In my obsession with perfection, I forgot a valuable life lesson: pretty good can be perfection too.
Adventurous and fun-loving and driven and studious, I have sought it all. The dreamy vacation, the fulfilling career, the steamy romance. But the mind has always craved more.
Growing up, I would spend hours poring over an essay. I rehearsed clever rejoinders before dates. I would analyze events from 2002. I am laughing and cringing at these memories.
I was comfortable in my skin as long as I met my own exacting standards.
College, with its whirlwind of courses, activities, and temptations, was exhilarating. I loved it — the engaging discussions, the bucolic setting, and rabid school spirit.
It is also where my mental health issues emerged. My quest for perfection would blaze a long, winding road.
For the past decade, I have doggedly pursued mental health remedies. Individual therapy, group sessions, medication. I was determined to feel good. In my quest for good, I forgot that pretty good can be perfection too.
Swimming with a bunch of sharks and piranhas, my mental health nosedived during law school orientation. In law school’s self-contained world, every class, presentation, and exam seemed deathly important. At semester’s end, I was a disheveled, distracted mess.
As I reviewed end of semester exams, my perfectionistic tendencies enveloped me. If a friend struggled in a class, it was permissible, even acceptable. “These classes are tough. You busted your ass and should be proud of the effort you put forth,” I reassured a study buddy. When I struggled? My sensitive soul transformed into a demanding dictator. The cure: medication. Or so it seemed.
My personality mix of persistent, stubborn, and resilient is a potent cocktail. Persuasive and personable, I would press my psychiatrist for the latest medication. He would oblige. Speeding to the local pharmacy, I believed the latest prescription would be the antidote.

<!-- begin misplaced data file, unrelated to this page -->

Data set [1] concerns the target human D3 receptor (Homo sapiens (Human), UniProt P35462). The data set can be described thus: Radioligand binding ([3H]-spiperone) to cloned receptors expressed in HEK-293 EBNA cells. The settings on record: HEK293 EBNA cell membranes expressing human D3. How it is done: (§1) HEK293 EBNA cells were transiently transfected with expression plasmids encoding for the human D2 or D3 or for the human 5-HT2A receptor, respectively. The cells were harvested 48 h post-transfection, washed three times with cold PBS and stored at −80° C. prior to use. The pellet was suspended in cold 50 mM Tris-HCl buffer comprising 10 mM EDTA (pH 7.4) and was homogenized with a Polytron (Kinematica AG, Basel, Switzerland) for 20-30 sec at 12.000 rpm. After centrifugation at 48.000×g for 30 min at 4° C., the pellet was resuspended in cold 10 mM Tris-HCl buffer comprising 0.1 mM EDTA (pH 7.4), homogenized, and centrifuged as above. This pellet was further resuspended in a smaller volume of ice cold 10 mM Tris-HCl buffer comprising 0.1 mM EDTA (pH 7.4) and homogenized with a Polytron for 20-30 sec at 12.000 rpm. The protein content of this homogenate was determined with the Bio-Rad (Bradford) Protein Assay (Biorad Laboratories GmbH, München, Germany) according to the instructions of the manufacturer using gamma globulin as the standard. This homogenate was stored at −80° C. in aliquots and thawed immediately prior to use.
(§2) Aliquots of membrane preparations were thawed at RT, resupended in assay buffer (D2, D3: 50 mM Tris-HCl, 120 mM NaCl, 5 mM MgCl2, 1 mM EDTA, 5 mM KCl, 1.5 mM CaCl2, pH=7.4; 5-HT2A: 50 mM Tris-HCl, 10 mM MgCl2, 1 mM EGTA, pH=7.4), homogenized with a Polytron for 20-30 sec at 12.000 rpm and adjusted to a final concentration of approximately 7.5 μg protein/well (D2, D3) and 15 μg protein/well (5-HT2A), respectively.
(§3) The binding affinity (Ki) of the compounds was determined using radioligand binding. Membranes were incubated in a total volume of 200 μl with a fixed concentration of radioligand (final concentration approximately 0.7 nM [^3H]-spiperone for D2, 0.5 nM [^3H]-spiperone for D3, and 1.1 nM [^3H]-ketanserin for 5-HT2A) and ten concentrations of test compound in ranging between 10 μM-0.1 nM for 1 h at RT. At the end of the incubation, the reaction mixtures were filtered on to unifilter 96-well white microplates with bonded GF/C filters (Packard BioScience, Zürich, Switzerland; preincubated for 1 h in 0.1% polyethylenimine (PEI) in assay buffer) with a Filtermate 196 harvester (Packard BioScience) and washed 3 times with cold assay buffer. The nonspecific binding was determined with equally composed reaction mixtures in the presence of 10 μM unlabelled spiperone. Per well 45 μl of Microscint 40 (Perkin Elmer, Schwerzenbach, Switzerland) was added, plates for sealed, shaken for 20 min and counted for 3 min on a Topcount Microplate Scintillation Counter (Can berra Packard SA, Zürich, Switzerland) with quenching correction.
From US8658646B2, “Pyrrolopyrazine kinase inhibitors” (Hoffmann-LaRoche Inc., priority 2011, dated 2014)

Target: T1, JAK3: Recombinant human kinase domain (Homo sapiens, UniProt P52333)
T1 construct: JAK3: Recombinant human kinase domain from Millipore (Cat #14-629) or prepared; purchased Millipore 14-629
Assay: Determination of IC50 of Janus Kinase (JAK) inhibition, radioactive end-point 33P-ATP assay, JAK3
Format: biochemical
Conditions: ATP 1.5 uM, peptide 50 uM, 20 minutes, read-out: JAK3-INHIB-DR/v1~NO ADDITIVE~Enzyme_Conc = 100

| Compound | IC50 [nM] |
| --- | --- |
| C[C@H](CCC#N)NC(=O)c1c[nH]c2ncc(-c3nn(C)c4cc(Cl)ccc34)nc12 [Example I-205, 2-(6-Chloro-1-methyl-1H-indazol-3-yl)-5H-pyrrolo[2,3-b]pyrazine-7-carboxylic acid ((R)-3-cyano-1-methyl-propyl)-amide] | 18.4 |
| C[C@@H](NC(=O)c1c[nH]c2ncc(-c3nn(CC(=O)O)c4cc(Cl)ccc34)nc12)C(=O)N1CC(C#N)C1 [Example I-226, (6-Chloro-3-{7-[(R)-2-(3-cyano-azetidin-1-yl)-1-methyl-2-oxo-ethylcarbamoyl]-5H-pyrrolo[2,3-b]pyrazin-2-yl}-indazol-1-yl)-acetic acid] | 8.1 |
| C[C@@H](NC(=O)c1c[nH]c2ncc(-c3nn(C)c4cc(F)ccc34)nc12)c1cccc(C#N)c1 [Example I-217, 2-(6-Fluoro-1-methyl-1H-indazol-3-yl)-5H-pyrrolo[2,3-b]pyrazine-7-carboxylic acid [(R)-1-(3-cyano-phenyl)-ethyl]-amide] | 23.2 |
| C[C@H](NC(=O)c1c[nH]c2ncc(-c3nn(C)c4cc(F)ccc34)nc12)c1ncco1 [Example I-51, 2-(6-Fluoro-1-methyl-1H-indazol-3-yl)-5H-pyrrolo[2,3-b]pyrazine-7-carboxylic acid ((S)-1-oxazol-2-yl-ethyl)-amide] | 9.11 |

Within eight weeks, my mood had dipped and energy level waned. Dejectedly, I scheduled another appointment with the psychiatrist. He would prescribe another medication; again I would bolt to the nearest pharmacy. Within weeks, I would complain of sagging energy and erratic mood. A bundle of volatile emotions, this pattern continued for years as I cycled through multiple psychiatrists. As I chased perfection, I was mired in a never-ending race.
I was running on empty. Frustration seeping out of my pores, life’s marathon nearly grounded me. Family dissension, mental health issues, my mother’s passing, and employment instability were overwhelming.
Insert Dr. McCann. “There is nothing wrong with you,” my counselor commented. Her gaze fixed on me. “Matt, you overthink things.”
Mouth agape, I stared at her. After years of mental torment, something must be wrong with me. I was sure of it.
Identifying unhealthy core beliefs, Dr. McCann and I slowly unpeeled my past. With her help, I have made significant strides. She is tough, unapologetic, and encouraging.
There is nothing wrong with me. Not a thing. And there is nothing wrong with you, either.
It has taken me years to realize that. Pretty good, if I don’t say so myself. Welcome to my new perfection.